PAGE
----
The state may opine that there could have been no lucid period in this case between the time of the alleged shaking which they say caused these injuries and the onset of severe symptoms. However, the state cannot offer any scientific evidence which would show any valid basis for such a proposition, either generally, or as applied to the facts of this case. Gilliland examined 5 so-called pure shaking cases and found that 4 of them resulted in severe symptoms in less than 24 hours, but one child (20%) did not have severe symptoms for 24-48 hours. See Gilliland, Interval Between Injury and Severe Symptoms in Nonaccidental Head Trauma in Infants and Young Children, Journal of Forensic Sciences, 1998:43(3): 723-725. Gilliland also reports that in 39 blunt trauma cases resulting in death, 6 did not develop severe symptoms for 24-48 hours, 3 for 48-72 hours, and 3 did not develop severe symptoms for greater than 72 hours. Id. at 724. Even in fatal cases labeled as "combined" shaking and blunt trauma, 8 of 32 children did not develop severe symptoms for 24-48 hours, and one did not develop severe symptoms for more than 72 hours. The article concludes: “Enough variability in the interval between injury and the time of severe symptoms or presentation for medical care in fatally injured children exists to warrant circumspection in describing such an interval for investigators or triers of fact. Our data indicate that the interval is brief (less than 24 hours) in almost 3/4 of cases of head injury, especially in shaking injuries. However, in more than 1/4 of the cases, the interval from injury to the onset of severe symptoms is longer.” Id. at 724. Thus, there is clearly no general acceptance of the proposition that trauma of any kind will result in the immediate or near immediate onset of severe symptoms. And, as applied to this case, where there is the suggestion of some direct impact -- even though it was accidental -- there is certainly no valid generally accepted scientific principle that Delaney couldn’t have suffered a prior impact and had a significant lucid interval. Under these circumstances, the state should be precluded from presenting any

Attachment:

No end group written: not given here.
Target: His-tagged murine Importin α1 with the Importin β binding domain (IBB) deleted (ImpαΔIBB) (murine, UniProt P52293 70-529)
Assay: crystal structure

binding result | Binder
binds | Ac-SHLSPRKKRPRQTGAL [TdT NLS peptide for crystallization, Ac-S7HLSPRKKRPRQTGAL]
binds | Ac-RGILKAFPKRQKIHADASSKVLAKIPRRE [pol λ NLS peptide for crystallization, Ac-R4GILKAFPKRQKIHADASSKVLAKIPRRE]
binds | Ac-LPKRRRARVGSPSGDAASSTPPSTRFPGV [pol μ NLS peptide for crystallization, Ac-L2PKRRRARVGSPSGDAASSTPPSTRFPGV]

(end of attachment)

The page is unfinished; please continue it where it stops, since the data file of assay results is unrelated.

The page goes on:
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opinion testimony that there could be no significant lucid period between the time of injury, assuming there was one, and the time that Delaney’s symptoms arose.



For the above reasons of fact and law, the defendant respectfully moves this Court, for an Order granting defendant a “FRYE” hearing as to the admissibility of certain evidence in this case and for such other and further relief as this Court deems just and equitable.

Respectfully submitted,

_______________________________ Kirk S. Zwink P.O. Box 233 Macon, MO 63552 Phone 913-395-9433 Fax 913-395-9433 Certificate of Service I certify that a true and correct copy of this above motion was _______________ To the Raymond Haight on ______________________. _______________________________ Kirk S. Zwink